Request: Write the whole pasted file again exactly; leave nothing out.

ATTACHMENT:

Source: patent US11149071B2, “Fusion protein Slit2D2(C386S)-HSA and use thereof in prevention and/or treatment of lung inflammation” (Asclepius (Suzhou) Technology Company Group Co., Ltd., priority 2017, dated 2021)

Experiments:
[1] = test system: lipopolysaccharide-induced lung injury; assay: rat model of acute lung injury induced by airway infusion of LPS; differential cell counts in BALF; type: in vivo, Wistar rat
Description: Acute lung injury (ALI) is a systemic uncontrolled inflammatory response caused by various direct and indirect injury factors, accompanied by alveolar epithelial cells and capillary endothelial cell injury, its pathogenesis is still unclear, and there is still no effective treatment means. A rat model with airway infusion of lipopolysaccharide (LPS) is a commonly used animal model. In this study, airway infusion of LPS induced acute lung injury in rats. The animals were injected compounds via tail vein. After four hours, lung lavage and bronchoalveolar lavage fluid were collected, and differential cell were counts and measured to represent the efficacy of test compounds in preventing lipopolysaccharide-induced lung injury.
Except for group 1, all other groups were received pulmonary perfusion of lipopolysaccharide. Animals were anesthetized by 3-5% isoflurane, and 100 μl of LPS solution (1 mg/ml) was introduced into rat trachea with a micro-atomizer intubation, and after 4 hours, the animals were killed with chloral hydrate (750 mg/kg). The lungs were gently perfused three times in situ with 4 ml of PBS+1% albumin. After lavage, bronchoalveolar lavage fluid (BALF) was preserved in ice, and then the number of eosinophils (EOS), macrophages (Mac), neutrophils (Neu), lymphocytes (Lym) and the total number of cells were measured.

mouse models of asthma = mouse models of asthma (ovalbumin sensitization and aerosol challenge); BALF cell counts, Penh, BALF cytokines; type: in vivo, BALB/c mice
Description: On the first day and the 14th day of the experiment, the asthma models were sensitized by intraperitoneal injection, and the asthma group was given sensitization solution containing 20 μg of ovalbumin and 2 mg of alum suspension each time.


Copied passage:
Source: patent US11149071B2, “Fusion protein Slit2D2(C386S)-HSA and use thereof in prevention and/or treatment of lung inflammation” (Asclepius (Suzhou) Technology Company Group Co., Ltd., priority 2017, dated 2021)

Experiments:
[1] = test system: lipopolysaccharide-induced lung injury; assay: rat model of acute lung injury induced by airway infusion of LPS; differential cell counts in BALF; type: in vivo, Wistar rat
Description: Acute lung injury (ALI) is a systemic uncontrolled inflammatory response caused by various direct and indirect injury factors, accompanied by alveolar epithelial cells and capillary endothelial cell injury, its pathogenesis is still unclear, and there is still no effective treatment means. A rat model with airway infusion of lipopolysaccharide (LPS) is a commonly used animal model. In this study, airway infusion of LPS induced acute lung injury in rats. The animals were injected compounds via tail vein. After four hours, lung lavage and bronchoalveolar lavage fluid were collected, and differential cell were counts and measured to represent the efficacy of test compounds in preventing lipopolysaccharide-induced lung injury.
Except for group 1, all other groups were received pulmonary perfusion of lipopolysaccharide. Animals were anesthetized by 3-5% isoflurane, and 100 μl of LPS solution (1 mg/ml) was introduced into rat trachea with a micro-atomizer intubation, and after 4 hours, the animals were killed with chloral hydrate (750 mg/kg). The lungs were gently perfused three times in situ with 4 ml of PBS+1% albumin. After lavage, bronchoalveolar lavage fluid (BALF) was preserved in ice, and then the number of eosinophils (EOS), macrophages (Mac), neutrophils (Neu), lymphocytes (Lym) and the total number of cells were measured.

mouse models of asthma = mouse models of asthma (ovalbumin sensitization and aerosol challenge); BALF cell counts, Penh, BALF cytokines; type: in vivo, BALB/c mice
Description: On the first day and the 14th day of the experiment, the asthma models were sensitized by intraperitoneal injection, and the asthma group was given sensitization solution containing 20 μg of ovalbumin and 2 mg of alum suspension each time.